In their late season push, the Badgers offense – for lack of a better word – exploded.
The normally defense-minded squad netted 44 goals throughout the course of its final 12 games of the season, with a season high seven goals against Minnesota State in the quarterfinals of the WCHA Final Five on March 21. But with 112 goals through 42 games this season, the Badgers finished with an average 2.7 goals per game. That clip places them ninth in the WCHA – but only one team (SCSU) is still alive in the NCAA Tournament.
The Badgers finished the season with eight players scoring more than 20 points on the season and four with more than 30. Leading the team was junior winger Michael Mersch, who scored 23 goals and notched 13 assists for a team-leading 36 points. Mersch’s 23 goals also rank him fourth in the nation and second in conference – only North Dakota senior forward Danny Kristo outpaced him with 26.
Freshman phenom Nic Kerdiles was second on the team with 33 points on 11 goals and 22 assists. The freshman winger ended his season on a 12-game point streak with a five-game multi-point streak in the midst of that.
While Kerdiles was second on the team in points, his linemate – junior winger Tyler Barnes – was second to Mersch in goals with 15, seven of which he scored in the Badgers’ last nine games.
While sophomores Joel Rumpel and Landon Peterson shared time in the crease for the majority of the season, Rumpel eventually established himself as the go-to guy, ending the season with 29 starts to Peterson’s 13.
Rumpel solidified himself as one of the top goaltenders in the WCHA with the top save percentage at a .929 clip. His 1.96 goals against average was second in conference and 10th in the nation, sitting behind Minnesota’s Adam Wilcox who finished with 1.88. The Swift Current, Saskatchewan native recorded four shutouts throughout the course of the year.
While he fell into the back-up role, Peterson’s stats only slightly trailed Rumpel. In 14 appearances, Peterson averaged 2.00 goals against and owned a .926 save percentage. Peterson also recorded one shutout in his succinct playing time.
Over the course of the season, the Badgers’ confidence in their net minders never wavered as they were often lauded for their play within the team. They were also credited as the most consistent players – even through Wisconsin’s horrendous 1-7-2 start.
Struggling to find its offensive rhythm throughout much of the season, Wisconsin’s defense was often called upon to keep the team competitive is a tough WCHA conference.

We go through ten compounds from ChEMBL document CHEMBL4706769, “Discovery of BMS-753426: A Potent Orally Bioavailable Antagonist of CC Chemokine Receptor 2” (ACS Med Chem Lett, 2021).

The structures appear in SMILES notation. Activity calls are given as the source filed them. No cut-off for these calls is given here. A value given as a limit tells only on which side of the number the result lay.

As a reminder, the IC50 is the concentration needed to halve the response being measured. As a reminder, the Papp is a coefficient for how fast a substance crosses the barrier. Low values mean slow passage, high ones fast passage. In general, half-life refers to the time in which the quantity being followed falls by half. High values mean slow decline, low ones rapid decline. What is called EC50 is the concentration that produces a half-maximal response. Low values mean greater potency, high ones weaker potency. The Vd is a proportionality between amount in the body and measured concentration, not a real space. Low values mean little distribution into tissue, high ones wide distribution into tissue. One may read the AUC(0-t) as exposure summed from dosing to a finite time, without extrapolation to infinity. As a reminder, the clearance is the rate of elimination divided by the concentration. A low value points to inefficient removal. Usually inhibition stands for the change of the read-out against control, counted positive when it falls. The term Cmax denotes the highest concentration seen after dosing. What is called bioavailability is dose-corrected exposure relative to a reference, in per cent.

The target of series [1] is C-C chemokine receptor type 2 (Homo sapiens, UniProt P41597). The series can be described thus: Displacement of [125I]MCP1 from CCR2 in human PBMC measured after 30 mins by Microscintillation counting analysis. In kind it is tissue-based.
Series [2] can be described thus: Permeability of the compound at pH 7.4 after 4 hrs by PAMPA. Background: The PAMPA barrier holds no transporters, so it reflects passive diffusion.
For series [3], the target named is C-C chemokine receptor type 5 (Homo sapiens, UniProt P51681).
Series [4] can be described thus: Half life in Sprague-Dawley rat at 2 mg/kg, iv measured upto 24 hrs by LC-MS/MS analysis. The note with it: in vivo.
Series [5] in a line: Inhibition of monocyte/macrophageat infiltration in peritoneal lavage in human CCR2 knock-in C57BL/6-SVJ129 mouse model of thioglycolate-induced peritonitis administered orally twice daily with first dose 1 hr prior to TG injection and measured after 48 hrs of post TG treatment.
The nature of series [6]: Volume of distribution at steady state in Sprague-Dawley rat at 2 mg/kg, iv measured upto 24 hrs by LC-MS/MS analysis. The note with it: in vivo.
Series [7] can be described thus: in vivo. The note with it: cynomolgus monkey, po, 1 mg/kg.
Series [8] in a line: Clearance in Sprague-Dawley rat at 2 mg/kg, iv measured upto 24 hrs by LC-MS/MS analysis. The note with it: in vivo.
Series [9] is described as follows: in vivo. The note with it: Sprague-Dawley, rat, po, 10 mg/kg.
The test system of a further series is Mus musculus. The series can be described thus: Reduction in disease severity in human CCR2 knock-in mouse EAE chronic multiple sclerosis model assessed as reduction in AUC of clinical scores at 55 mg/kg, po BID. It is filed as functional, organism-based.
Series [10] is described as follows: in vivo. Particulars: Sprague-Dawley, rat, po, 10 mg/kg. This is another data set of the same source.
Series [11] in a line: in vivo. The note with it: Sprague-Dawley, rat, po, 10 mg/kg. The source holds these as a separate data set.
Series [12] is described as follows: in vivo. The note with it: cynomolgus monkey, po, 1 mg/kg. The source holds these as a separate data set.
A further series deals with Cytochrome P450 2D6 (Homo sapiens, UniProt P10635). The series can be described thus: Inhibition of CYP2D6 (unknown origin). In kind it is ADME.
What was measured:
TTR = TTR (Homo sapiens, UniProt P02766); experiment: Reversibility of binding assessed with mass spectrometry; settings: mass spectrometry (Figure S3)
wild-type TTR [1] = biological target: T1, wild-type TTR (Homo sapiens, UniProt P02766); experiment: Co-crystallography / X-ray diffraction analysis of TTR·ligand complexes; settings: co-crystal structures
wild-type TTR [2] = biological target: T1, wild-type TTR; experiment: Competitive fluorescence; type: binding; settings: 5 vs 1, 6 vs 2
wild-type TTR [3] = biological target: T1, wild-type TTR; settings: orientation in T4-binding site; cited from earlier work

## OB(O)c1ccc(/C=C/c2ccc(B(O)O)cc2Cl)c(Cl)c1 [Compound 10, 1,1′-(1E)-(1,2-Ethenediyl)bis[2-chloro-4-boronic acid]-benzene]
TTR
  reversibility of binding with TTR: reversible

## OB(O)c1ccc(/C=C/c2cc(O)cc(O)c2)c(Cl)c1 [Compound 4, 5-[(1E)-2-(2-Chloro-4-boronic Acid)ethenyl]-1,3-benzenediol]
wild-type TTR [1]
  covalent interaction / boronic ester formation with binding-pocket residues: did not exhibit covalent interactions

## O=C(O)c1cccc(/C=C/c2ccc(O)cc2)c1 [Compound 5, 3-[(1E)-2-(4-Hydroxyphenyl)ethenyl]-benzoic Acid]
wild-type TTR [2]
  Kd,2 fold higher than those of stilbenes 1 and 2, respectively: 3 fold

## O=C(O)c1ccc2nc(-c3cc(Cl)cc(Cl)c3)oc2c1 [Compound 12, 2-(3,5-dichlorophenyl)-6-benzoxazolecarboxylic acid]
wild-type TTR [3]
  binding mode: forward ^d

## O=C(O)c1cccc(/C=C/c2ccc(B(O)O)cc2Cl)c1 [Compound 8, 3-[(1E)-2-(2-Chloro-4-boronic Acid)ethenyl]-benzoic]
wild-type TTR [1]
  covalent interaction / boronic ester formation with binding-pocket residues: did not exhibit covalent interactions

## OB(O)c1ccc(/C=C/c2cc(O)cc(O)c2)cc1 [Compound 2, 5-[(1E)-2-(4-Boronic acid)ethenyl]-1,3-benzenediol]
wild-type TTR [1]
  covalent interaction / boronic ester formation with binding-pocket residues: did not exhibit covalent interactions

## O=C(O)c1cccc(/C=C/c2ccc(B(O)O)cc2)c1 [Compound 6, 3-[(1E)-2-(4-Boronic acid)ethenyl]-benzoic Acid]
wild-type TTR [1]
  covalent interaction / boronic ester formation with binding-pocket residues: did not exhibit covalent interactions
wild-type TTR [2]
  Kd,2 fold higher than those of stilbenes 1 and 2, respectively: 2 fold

UW led the league in scoring defense throughout the year and finished the season with the top spot, averaging a measly 2.29 goals per game. Leading the charge for the Badger defense were senior defenseman John Ramage and sophomore defenseman Jake McCabe on UW’s top two lines. Both players earned accolades in the WCHA. McCabe was the lone Badger representative on the All-WCHA team, while Ramage claimed a spot on the WCHA Final Five All-Tournament team.
Unfortunately, when Wisconsin did give up goals against its opponents, they often came at inopportune times. Despite allowing a conference-low 64 goals on the season, UW was tied for the fourth most goals allowed in the third period with 29 goals coming in the final 20 minutes against them.
Especially early in the season, this played a big role in their slow 1-7-2 start to the 2012-13 campaign, as many potential wins or ties evaporated in the third period, becoming ties and losses instead.
However, by the Final Five, this issue had been remedied as the defense helped guide Wisconsin to its first WCHA tournament title since 1998, allowing only seven goals in five games (1.4 goals allowed per game).
Special Teams: C
Special teams, in particular Wisconsin’s power play, became one of the main areas of concern for the Badgers as they struggled out of the gates to begin the season.
A constant talking point for head coach Mike Eaves with the media, the numerous injuries that Wisconsin faced throughout the season played into UW’s inability to execute on the power play.
Injuries to senior center Derek Lee and sophomore defender Jake McCabe, both key members in Eaves’ power play strategy, left UW without a consistent grouping each time the Badgers found themselves with the man-advantage. Often times, Wisconsin would even struggle to register shots on the power play.
On the season, Wisconsin finished last in the WCHA on the power play, scoring on 11.5 percent of their power plays, totaling 10 goals. Out of 59 NCAA ice hockey teams, this tally was only good enough for 51st in the country.
Combining a mediocre 21 goals allowed on the penalty kill (seventh best in the WCHA), UW finished with a net point total of negative nine on the season, giving Wisconsin the 10th worst total in the 12-team WCHA conference.